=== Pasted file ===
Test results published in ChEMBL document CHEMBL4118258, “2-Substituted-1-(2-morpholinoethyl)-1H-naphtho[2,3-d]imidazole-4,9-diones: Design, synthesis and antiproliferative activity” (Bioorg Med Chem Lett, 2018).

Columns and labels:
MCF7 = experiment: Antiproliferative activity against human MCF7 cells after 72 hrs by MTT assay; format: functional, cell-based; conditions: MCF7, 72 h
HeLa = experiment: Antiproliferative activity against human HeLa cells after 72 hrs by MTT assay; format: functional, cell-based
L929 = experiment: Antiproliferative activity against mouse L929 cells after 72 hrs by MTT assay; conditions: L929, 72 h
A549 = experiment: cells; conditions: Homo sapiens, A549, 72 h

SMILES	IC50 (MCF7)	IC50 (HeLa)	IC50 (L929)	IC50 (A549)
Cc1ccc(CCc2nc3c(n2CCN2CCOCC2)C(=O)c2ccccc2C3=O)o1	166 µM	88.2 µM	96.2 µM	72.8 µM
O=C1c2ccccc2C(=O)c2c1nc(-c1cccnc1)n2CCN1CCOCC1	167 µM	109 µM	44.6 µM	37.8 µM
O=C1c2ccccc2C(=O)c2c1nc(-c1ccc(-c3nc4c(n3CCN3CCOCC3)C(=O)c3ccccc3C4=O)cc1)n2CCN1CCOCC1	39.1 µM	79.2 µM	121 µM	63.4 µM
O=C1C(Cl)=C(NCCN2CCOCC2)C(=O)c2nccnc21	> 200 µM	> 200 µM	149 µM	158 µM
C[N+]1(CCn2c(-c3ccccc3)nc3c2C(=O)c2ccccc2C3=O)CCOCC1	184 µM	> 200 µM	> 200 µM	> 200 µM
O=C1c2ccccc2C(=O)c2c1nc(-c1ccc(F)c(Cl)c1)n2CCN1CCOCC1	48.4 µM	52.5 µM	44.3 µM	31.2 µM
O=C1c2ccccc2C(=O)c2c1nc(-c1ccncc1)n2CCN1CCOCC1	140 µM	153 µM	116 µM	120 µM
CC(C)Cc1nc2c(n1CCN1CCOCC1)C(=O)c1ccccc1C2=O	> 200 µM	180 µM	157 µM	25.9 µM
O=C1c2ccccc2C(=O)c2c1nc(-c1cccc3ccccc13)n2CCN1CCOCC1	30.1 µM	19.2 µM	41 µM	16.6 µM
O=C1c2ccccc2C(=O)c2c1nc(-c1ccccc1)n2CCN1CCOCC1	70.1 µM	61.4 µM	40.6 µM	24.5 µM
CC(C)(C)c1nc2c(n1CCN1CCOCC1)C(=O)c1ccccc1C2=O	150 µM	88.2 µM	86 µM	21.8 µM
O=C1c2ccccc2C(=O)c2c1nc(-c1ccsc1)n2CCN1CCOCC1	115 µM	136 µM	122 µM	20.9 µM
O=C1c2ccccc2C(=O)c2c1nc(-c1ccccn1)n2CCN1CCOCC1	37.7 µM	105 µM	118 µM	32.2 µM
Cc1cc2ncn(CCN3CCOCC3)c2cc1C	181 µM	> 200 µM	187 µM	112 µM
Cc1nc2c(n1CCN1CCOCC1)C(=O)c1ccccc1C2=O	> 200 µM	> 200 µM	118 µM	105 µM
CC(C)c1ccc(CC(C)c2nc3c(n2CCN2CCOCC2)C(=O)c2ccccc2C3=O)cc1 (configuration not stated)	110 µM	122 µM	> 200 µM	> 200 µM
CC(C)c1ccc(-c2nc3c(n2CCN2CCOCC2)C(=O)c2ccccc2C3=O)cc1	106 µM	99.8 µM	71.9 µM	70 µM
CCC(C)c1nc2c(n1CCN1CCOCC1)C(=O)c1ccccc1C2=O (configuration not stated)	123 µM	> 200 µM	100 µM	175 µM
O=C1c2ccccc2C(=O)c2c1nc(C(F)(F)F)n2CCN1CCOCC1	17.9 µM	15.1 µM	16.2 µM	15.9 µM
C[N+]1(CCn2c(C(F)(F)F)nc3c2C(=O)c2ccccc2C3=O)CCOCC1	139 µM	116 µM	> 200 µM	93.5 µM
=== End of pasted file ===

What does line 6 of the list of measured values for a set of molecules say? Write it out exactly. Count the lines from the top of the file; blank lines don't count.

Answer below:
A549 = experiment: cells; conditions: Homo sapiens, A549, 72 h